Air travel in the tropics causes more warming

25.6.2008   (New Scientist)

Want to salve your conscience and offset your holiday carbon emissions? You might
want to rethink that trip to the tropics. A typical flight there has a greater
impact on global warming than a flight in temperate latitudes.

As well as producing carbon dioxide and contrails, planes also produce nitrogen
oxide, which triggers both the creation of the warming gas ozone, and the destruction
of another greenhouse gas, methane (Journal of Geophysical Research, DOI: 10.1029/2007/JD009140).

In mid-latitudes, these ozone and methane reactions cancel each other out and
you get zero net warming from nitrogen oxide emissions, says Keith Shine of the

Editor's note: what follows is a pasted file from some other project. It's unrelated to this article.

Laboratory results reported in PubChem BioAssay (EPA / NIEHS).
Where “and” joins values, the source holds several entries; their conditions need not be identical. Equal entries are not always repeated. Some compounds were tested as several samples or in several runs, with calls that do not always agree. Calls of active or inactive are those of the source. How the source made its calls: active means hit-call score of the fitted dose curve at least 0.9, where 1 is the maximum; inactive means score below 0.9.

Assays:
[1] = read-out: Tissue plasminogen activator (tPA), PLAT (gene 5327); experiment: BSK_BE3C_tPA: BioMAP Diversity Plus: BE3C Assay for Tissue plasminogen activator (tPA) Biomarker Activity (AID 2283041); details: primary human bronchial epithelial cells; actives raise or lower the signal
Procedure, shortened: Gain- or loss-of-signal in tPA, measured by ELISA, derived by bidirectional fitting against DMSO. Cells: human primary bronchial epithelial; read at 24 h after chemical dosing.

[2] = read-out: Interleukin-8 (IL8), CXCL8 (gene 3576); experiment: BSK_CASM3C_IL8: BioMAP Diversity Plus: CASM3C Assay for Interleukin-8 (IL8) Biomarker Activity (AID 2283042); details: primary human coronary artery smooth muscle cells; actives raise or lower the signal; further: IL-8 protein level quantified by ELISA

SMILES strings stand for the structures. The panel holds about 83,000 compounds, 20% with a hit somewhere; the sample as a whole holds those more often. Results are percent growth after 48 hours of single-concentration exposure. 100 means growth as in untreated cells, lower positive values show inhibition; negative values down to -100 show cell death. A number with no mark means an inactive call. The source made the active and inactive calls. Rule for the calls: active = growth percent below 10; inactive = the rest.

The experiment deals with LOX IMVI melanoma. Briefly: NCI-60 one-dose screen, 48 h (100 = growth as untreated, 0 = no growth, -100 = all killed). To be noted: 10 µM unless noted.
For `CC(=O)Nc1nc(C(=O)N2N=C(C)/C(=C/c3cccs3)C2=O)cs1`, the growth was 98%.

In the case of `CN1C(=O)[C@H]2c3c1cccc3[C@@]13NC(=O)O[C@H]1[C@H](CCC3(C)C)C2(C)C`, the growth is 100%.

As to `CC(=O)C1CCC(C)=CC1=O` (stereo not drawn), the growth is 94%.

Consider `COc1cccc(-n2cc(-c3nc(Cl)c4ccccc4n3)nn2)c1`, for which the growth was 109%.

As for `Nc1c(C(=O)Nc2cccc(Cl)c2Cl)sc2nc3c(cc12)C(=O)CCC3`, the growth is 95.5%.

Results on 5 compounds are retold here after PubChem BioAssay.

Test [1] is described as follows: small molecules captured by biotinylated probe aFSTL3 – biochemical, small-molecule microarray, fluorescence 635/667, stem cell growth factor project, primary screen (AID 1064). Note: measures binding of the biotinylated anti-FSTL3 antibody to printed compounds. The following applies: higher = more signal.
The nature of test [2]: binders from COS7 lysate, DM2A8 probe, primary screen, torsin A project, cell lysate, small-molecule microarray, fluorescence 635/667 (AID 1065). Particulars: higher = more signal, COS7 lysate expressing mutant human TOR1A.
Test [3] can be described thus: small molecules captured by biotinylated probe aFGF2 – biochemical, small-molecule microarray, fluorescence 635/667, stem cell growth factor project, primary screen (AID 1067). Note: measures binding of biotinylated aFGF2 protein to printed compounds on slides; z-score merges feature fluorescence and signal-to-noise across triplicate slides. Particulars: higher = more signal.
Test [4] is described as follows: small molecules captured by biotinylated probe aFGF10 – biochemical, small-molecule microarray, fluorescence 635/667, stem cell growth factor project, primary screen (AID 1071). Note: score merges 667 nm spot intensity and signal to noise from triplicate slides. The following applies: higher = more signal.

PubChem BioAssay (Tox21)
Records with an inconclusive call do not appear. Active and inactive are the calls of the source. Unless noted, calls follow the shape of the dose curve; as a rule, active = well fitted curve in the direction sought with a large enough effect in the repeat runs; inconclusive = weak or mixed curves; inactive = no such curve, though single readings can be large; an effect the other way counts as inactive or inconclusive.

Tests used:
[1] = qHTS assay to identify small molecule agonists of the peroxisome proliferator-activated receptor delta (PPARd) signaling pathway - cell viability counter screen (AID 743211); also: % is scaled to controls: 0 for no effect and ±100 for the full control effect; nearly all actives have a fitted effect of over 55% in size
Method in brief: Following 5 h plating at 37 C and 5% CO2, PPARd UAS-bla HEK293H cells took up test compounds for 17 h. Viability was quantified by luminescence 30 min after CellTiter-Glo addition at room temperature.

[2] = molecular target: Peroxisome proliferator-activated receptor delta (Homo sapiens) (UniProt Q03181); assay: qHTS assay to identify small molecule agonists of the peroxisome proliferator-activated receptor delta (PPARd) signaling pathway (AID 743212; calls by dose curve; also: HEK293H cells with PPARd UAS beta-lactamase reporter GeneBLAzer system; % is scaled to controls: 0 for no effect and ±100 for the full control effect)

University of Reading, UK.

But the brighter sunlight in the tropics is very efficient at converting nitrogen
oxide to ozone – in fact it creates ozone five times faster than in the air of
mid-latitudes, according to Shine’s calculations – whereas methane destruction
only increases marginally. Worryingly, the warming effects of ozone are particularly
strong at a plane’s typical cruising altitude of 35,000 feet, he adds.

The research raises the question of whether future attempts to control aircraft
emissions should consider extra penalties for flights in tropical countries where
air travel is booming. India, for instance, has the fastest growing airline fleet
in the world.

For now aircraft emissions are excluded from international treaties on curbing
greenhouse gas emissions. But the European Union has plans to control aircraft
emissions from 2011.[it is actually 2012 – see article ]

From issue 2662 of New Scientist magazine, 25 June 2008, page 6